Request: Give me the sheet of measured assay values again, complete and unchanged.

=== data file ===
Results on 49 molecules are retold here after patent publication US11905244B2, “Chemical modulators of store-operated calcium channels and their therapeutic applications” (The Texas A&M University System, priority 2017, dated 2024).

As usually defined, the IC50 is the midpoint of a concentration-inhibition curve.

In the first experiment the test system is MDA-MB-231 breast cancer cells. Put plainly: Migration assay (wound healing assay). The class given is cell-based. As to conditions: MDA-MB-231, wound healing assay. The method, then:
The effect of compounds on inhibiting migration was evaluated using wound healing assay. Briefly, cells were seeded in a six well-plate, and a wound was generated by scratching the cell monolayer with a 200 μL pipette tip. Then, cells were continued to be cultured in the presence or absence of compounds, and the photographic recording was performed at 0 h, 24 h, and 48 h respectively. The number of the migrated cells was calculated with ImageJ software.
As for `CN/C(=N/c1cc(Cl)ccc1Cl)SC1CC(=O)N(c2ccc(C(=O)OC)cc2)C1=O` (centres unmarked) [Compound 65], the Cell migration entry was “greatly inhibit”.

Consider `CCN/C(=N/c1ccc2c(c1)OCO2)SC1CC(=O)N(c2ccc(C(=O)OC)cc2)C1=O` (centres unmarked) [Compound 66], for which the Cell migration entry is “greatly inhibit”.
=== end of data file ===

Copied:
Results on 49 molecules are retold here after patent publication US11905244B2, “Chemical modulators of store-operated calcium channels and their therapeutic applications” (The Texas A&M University System, priority 2017, dated 2024).

As usually defined, the IC50 is the midpoint of a concentration-inhibition curve.

In the first experiment the test system is MDA-MB-231 breast cancer cells. Put plainly: Migration assay (wound healing assay). The class given is cell-based. As to conditions: MDA-MB-231, wound healing assay. The method, then:
The effect of compounds on inhibiting migration was evaluated using wound healing assay. Briefly, cells were seeded in a six well-plate, and a wound was generated by scratching the cell monolayer with a 200 μL pipette tip. Then, cells were continued to be cultured in the presence or absence of compounds, and the photographic recording was performed at 0 h, 24 h, and 48 h respectively. The number of the migrated cells was calculated with ImageJ software.
As for `CN/C(=N/c1cc(Cl)ccc1Cl)SC1CC(=O)N(c2ccc(C(=O)OC)cc2)C1=O` (centres unmarked) [Compound 65], the Cell migration entry was “greatly inhibit”.

Consider `CCN/C(=N/c1ccc2c(c1)OCO2)SC1CC(=O)N(c2ccc(C(=O)OC)cc2)C1=O` (centres unmarked) [Compound 66], for which the Cell migration entry is “greatly inhibit”.